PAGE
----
For a detailed background to this decision, read our banking litigation e-bulletin on the High Court decision.
In summary, Barclays Bank plc (the “Bank“) provided loan facilities to the two appellant companies and the appellants entered into three structured collars with the Bank. Subsequently, the appellants raised concerns about the structured collars. This led to a settlement agreement concerning the structured collars being concluded by all parties in 2010 (the “2010 Agreement“) and the structured collars were terminated, with the break costs being financed by further loans from the Bank. The refinanced loans were hedged by the appellants entering into three interest rate swaps.
In June 2012, in common with several other banks, the Bank agreed with the FCA to undertake a past business review in relation to its sales of IRHPs to small and medium-sized enterprises (the “FCA review“). That undertaking expressly excluded third parties’ ability to rely on the terms of the undertaking.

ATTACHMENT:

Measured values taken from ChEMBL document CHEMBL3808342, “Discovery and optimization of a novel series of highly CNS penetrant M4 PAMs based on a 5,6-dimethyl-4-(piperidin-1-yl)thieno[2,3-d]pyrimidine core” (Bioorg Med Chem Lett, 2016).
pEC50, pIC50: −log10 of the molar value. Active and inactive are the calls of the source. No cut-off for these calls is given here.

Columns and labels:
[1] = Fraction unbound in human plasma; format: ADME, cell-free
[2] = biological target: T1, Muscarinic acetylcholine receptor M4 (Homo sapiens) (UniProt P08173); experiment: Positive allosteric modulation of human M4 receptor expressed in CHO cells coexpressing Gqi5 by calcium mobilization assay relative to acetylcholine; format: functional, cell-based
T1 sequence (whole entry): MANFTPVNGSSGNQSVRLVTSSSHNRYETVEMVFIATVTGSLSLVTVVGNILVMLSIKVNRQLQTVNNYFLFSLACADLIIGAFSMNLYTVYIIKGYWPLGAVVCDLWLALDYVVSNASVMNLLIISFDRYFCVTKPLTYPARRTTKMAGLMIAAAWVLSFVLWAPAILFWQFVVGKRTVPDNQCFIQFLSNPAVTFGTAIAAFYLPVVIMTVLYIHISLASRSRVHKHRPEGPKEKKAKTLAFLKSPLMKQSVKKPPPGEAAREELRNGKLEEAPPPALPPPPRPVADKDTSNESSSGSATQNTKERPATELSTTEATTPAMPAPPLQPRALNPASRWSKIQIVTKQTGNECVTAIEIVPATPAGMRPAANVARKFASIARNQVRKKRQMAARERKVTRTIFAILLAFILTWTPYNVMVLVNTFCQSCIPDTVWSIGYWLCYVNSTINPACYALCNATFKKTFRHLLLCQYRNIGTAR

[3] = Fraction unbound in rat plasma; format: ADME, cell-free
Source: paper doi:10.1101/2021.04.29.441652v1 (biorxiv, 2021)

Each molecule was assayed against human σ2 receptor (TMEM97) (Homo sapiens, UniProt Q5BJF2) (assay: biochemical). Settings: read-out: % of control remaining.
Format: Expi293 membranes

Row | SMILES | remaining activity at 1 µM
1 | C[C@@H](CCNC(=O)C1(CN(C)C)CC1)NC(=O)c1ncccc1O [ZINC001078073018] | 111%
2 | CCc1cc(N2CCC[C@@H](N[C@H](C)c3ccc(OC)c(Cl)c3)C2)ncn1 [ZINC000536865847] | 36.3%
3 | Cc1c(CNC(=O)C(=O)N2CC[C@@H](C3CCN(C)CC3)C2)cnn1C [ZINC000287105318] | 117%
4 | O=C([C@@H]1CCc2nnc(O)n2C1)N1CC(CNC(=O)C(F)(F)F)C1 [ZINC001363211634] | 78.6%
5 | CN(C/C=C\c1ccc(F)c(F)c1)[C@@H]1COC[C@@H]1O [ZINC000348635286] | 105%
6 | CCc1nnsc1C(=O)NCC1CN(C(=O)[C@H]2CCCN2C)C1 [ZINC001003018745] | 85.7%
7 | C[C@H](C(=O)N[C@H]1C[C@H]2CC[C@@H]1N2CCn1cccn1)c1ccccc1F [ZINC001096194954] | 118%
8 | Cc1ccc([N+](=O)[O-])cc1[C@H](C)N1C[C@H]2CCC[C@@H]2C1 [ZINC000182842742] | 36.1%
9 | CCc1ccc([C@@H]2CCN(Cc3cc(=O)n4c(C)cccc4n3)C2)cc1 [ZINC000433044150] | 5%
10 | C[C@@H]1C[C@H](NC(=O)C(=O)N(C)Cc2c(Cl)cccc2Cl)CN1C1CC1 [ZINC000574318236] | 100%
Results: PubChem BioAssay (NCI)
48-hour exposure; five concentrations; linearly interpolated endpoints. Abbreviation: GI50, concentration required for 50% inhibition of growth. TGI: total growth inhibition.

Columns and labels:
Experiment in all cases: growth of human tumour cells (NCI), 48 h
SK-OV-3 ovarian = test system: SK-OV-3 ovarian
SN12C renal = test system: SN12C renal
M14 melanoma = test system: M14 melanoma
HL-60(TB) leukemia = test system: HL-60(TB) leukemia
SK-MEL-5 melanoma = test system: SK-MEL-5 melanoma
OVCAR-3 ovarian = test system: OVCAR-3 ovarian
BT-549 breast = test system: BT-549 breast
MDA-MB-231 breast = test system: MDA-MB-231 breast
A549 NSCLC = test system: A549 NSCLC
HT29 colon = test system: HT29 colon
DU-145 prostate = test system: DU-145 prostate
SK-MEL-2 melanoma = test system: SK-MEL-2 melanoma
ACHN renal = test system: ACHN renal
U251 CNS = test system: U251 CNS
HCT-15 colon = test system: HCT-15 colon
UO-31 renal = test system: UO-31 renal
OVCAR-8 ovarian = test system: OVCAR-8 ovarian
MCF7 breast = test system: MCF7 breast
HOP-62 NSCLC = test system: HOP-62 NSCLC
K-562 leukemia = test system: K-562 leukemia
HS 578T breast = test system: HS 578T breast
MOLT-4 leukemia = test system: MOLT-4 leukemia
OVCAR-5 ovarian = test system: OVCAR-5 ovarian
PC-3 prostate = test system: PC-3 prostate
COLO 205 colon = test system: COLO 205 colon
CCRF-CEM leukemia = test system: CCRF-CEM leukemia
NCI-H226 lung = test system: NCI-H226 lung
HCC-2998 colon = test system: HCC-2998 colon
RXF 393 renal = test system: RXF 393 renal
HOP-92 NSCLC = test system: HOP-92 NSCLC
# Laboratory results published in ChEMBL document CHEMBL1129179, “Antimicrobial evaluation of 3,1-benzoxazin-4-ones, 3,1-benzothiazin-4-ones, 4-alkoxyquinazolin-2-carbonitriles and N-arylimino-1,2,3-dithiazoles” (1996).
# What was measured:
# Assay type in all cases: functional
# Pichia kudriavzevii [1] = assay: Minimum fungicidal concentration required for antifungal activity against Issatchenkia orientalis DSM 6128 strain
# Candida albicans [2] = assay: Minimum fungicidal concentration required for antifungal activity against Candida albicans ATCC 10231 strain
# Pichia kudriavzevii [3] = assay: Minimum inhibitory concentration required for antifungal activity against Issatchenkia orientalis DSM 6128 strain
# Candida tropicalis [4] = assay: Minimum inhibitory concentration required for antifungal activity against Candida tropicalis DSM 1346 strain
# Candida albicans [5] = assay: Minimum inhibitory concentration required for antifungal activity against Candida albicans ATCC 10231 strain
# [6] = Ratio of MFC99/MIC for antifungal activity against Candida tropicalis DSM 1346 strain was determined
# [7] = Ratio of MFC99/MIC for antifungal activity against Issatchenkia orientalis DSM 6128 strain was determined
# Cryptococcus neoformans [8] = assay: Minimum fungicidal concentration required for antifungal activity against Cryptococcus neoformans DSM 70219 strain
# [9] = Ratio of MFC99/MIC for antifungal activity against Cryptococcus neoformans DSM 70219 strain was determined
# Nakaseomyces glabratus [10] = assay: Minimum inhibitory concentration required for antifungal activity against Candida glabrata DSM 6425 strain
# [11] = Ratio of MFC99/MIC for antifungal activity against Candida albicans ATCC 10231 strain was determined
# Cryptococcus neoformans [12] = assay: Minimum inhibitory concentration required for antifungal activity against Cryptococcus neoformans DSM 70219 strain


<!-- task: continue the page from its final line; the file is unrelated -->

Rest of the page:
The outcome of the FCA review was that the two appellant companies were offered redress by the Bank. Following negotiations in September 2014, in November 2014, the appellants agreed to receive basic redress payments in full and final settlement of all claims connected to the IRHPs, but excluding any claims for consequential loss (the “2014 Agreement“).
Following a review of the evidence submitted by the appellants, the Bank rejected their claims for consequential loss. The appellants then issued proceedings to recover the consequential losses in November 2015. The Bank applied to strike out the majority of the appellants’ claims, which the appellants sought to meet by a cross application to amend the particulars of claim.
High Court Decision
For a detailed explanation of the High Court decision, please read our banking litigation e-bulletin. By way of summary, the key parts of that judgment insofar as relevant to the appeal:
- Advisory claims – structured collars: The High Court struck out all mis-selling claims in relation to the structured collars, which it held were barred by the 2010 Agreement. The appellants did not seek to appeal this finding.